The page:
Amaranthine, the debut release from Let The Music Speak, celebrates a delightful meeting point of musical worlds. Led by Adam Woolf (trombone, artistic direction) this brings together Kristen Cornwell (vocals), Frank Vaganée (saxophone), Lambert Colson (cornetto), Jon Birdsong (trumpet, cornetto), Jeff Miller (tuba, didgeridoo, serpent), Anthony Romaniuk (piano, harpsichord), Christophe Devisscher (bass) and Mattijs Vanderleen (drums, vibes, marimba, percussion).
Although this eclectic collection may appear curious on paper, this carefully crafted release shows how well these voices work together, introducing a new sound-world and a refreshing take on these instruments.
700 years of repertoire influence these eight tracks as each arrangement is based on existing melodies. Even in their original form, these works exist to be left to interpretation from performers – here is the response of the musicians of now, who bring their own experience to this material.
This reinvention is a nod to the chosen title of this release, the Amaranth being the flower that never fades. Material that can remain so relevant to our lives shows that music really is a language understood by all. Such a unique collaboration adds another meaningful colour to this idea too.
The album journeys the path of human life, exploring significant milestones in each track – Birth, Youth, Love, Loss and Death – brought together by an instrumental prologue and closed by the title track, Amaranthine.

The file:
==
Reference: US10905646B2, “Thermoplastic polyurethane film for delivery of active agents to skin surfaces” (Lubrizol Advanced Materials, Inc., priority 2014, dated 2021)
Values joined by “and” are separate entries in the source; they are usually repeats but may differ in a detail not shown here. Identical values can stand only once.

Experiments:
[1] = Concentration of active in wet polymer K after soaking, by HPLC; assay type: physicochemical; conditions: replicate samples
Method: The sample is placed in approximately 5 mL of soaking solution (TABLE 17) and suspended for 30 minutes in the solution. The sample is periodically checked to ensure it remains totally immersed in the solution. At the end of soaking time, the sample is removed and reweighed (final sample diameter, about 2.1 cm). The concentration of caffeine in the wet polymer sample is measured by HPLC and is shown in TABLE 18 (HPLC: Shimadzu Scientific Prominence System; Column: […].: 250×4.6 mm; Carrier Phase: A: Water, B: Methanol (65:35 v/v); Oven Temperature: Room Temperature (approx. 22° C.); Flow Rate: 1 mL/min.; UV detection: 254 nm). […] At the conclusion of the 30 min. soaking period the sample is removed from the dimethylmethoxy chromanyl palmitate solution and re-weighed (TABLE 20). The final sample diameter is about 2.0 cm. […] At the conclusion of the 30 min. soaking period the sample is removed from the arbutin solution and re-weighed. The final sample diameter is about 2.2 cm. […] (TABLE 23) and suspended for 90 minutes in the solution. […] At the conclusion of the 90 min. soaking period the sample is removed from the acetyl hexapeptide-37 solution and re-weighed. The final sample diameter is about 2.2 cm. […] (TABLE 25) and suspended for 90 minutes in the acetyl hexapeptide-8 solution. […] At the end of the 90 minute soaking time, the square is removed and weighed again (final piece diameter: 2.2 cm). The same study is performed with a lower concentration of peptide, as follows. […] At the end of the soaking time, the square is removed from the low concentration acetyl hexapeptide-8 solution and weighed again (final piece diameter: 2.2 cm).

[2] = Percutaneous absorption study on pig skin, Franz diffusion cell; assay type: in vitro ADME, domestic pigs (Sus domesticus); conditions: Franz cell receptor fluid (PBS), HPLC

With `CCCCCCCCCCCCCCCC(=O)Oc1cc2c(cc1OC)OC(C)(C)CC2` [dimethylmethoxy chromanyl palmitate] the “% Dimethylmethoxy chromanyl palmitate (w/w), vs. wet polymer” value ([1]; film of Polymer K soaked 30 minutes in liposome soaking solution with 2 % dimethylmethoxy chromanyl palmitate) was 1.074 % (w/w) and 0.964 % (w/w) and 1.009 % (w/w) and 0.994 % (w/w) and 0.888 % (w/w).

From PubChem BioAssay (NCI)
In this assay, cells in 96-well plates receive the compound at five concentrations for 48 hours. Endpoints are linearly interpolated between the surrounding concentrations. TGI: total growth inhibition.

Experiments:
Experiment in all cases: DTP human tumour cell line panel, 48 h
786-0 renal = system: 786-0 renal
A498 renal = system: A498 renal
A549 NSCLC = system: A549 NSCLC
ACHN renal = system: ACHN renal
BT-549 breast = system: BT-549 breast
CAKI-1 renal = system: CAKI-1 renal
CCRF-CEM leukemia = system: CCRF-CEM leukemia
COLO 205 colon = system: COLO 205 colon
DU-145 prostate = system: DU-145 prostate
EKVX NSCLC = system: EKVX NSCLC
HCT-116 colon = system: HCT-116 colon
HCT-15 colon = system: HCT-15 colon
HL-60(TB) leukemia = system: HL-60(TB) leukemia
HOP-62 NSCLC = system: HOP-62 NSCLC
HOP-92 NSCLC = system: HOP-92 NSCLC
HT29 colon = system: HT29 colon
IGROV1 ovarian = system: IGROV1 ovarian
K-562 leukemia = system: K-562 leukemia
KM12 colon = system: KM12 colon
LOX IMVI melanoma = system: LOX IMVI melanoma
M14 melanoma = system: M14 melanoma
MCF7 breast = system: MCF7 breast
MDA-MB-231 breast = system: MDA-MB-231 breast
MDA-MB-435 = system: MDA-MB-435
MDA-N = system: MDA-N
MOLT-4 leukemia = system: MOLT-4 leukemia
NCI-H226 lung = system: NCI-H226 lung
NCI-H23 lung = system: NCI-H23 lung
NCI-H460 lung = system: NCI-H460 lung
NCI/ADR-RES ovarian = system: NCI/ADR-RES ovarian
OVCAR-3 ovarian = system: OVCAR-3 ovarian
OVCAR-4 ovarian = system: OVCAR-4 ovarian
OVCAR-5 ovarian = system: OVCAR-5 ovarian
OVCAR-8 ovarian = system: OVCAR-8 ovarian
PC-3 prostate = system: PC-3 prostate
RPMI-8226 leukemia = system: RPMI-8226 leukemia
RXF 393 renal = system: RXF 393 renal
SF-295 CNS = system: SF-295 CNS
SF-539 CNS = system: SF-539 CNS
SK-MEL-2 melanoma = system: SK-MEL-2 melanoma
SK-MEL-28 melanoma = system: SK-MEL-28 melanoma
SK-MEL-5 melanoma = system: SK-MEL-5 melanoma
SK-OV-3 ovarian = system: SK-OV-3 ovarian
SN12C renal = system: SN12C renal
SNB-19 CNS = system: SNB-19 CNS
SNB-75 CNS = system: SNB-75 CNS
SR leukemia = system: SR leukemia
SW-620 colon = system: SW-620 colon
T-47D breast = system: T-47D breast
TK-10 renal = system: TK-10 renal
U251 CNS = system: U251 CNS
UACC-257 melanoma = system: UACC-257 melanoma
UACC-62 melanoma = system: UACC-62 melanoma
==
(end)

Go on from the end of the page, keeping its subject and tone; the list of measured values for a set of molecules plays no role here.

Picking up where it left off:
Each text is brought to life by the voice of Kristen Cornwell, matched by the ensemble and decorated with solos and improvisations throughout – be sure to listen out for the cornetto solo that runs through the sixth track.
The penultimate work, Come Heavy Sleep, is a particular highlight. While staying true to John Dowland’s Renaissance material of the same name, this warm re-imagination brings a current musical landscape to the work, further brightening the original melancholy material.
This is a powerful project that has been greatly successful in bringing together worlds of genres, sounds and instruments that we may have never heard combined. This sound-world is refreshing and takes an important look at our rich musical material and how it can be combined. There is something here for everyone to enjoy.
This review was first featured in the Summer 2018 edition of The Trombonist.